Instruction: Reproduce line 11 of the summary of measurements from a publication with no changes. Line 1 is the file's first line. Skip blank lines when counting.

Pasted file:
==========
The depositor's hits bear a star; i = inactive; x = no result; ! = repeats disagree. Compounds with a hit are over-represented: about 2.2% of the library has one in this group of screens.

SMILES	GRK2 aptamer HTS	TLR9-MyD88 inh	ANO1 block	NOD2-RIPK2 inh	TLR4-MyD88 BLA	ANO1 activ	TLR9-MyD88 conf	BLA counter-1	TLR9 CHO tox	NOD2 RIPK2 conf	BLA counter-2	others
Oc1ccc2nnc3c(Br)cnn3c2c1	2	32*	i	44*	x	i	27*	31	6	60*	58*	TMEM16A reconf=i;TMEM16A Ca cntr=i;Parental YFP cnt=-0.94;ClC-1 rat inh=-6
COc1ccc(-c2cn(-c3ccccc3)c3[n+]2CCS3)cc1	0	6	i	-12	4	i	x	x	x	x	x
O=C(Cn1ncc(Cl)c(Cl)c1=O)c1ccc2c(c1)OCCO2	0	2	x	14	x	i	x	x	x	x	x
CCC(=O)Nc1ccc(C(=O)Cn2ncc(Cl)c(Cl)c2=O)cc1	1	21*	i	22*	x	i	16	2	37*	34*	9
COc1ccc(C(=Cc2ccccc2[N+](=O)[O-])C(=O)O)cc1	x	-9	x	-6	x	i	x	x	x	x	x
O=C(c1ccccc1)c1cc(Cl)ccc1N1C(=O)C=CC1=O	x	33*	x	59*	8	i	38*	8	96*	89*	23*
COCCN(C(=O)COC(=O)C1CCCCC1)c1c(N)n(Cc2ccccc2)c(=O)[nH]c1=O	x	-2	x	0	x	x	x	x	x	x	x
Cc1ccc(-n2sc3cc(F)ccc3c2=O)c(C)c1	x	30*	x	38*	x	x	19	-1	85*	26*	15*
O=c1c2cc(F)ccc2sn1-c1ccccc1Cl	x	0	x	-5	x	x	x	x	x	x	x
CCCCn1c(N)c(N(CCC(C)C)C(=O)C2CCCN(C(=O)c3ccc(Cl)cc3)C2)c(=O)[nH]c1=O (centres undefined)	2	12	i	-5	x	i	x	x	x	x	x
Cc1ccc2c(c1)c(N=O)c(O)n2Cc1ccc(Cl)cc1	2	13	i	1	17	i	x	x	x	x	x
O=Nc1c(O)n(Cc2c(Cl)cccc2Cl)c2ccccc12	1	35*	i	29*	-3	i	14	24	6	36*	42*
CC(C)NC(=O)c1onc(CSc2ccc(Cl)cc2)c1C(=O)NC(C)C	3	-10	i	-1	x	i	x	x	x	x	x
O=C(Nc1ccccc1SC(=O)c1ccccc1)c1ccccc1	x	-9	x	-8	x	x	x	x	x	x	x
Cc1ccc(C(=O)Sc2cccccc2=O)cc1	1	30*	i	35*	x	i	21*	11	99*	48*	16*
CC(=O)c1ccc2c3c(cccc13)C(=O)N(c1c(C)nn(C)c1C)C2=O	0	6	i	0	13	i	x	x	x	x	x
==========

O=c1c2cc(F)ccc2sn1-c1ccccc1Cl	x	0	x	-5	x	x	x	x	x	x	x